What Kind Of Shareholder Owns Most CNOOC Limited (HKG:883) Stock?

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The big shareholder groups in CNOOC Limited (HKG:883) have power over the company. Institutions will often hold stock in bigger companies, and we expect to see insiders owning a noticeable percentage of the smaller ones. Companies that have been privatized tend to have low insider ownership.

CNOOC has a market capitalization of HK$577b, so it's too big to fly under the radar. We'd expect to see both institutions and retail investors owning a portion of the company. Taking a look at our data on the ownership groups (below), it's seems that institutional investors have bought into the company. We can zoom in on the different ownership groups, to learn more about 883.

See our latest analysis for CNOOC

SEHK:883 Ownership Summary, May 30th 2019
SEHK:883 Ownership Summary, May 30th 2019

What Does The Institutional Ownership Tell Us About CNOOC?

Institutional investors commonly compare their own returns to the returns of a commonly followed index. So they generally do consider buying larger companies that are included in the relevant benchmark index.

CNOOC already has institutions on the share registry. Indeed, they own 17% of the company. This suggests some credibility amongst professional investors. But we can't rely on that fact alone, since institutions make bad investments sometimes, just like everyone does. When multiple institutions own a stock, there's always a risk that they are in a 'crowded trade'. When such a trade goes wrong, multiple parties may compete to sell stock fast. This risk is higher in a company without a history of growth. You can see CNOOC's historic earnings and revenue, below, but keep in mind there's always more to the story.

SEHK:883 Income Statement, May 30th 2019
SEHK:883 Income Statement, May 30th 2019

Hedge funds don't have many shares in CNOOC. Quite a few analysts cover the stock, so you could look into forecast growth quite easily.

Insider Ownership Of CNOOC

The definition of company insiders can be subjective, and does vary between jurisdictions. Our data reflects individual insiders, capturing board members at the very least. The company management answer to the board; and the latter should represent the interests of shareholders. Notably, sometimes top-level managers are on the board, themselves.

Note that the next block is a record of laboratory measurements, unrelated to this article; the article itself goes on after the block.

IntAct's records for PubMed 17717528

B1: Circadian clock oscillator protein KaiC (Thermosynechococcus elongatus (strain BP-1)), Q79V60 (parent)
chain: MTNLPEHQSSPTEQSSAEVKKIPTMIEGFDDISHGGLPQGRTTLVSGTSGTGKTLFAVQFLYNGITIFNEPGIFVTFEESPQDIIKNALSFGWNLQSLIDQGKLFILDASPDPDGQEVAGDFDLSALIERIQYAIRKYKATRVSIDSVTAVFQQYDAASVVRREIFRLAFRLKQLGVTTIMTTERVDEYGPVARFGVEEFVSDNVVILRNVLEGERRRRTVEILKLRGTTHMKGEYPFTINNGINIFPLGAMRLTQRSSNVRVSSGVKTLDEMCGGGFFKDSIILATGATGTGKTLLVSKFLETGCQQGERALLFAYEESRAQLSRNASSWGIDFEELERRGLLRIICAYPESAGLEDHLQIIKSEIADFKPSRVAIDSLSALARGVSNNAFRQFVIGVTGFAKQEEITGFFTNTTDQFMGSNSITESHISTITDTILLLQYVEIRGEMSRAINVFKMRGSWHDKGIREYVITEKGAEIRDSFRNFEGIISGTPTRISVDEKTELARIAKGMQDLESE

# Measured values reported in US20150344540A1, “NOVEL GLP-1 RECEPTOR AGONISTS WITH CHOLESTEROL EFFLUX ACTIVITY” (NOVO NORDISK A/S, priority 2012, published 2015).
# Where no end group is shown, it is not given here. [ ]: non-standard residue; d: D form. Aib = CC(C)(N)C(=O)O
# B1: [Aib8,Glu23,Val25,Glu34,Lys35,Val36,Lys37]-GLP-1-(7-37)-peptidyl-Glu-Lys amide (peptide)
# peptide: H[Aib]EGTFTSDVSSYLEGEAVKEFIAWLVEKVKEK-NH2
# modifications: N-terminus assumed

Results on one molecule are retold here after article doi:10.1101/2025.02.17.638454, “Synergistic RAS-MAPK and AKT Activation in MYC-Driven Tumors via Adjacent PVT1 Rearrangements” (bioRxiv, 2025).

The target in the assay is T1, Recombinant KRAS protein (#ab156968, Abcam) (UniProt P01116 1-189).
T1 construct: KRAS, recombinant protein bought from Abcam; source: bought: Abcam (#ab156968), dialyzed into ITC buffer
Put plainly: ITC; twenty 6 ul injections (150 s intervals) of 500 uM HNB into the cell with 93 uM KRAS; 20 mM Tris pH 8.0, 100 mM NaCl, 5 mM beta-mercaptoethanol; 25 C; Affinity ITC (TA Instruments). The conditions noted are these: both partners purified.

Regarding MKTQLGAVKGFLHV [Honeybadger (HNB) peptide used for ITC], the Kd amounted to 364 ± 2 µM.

I generally consider insider ownership to be a good thing. However, on some occasions it makes it more difficult for other shareholders to hold the board accountable for decisions.

Our most recent data indicates that insiders own less than 1% of CNOOC Limited. But they may have an indirect interest through a corporate structure that we haven't picked up on. Being so large, we would not expect insiders to own a large proportion of the stock. Collectively, they own HK$17m of stock. It is good to see board members owning shares, but it might be worth checking if those insiders have been buying.

General Public Ownership

With a 19% ownership, the general public have some degree of sway over 883. While this size of ownership may not be enough to sway a policy decision in their favour, they can still make a collective impact on company policies.

Private Company Ownership

It seems that Private Companies own 64%, of the 883 stock. Private companies may be related parties. Sometimes insiders have an interest in a public company through a holding in a private company, rather than in their own capacity as an individual. While it's hard to draw any broad stroke conclusions, it is worth noting as an area for further research.

Next Steps:

It's always worth thinking about the different groups who own shares in a company. But to understand CNOOC better, we need to consider many other factors.

I always like to check for a history of revenue growth. You can too, by accessing this free chart of historic revenue and earnings in this detailed graph.

Ultimately the future is most important. You can access this free report on analyst forecasts for the company.

NB: Figures in this article are calculated using data from the last twelve months, which refer to the 12-month period ending on the last date of the month the financial statement is dated. This may not be consistent with full year annual report figures.

We aim to bring you long-term focused research analysis driven by fundamental data. Note that our analysis may not factor in the latest price-sensitive company announcements or qualitative material.

If you spot an error that warrants correction, please contact the editor at editorial-team@simplywallst.com. This article by Simply Wall St is general in nature. It does not constitute a recommendation to buy or sell any stock, and does not take account of your objectives, or your financial situation. Simply Wall St has no position in the stocks mentioned. Thank you for reading.

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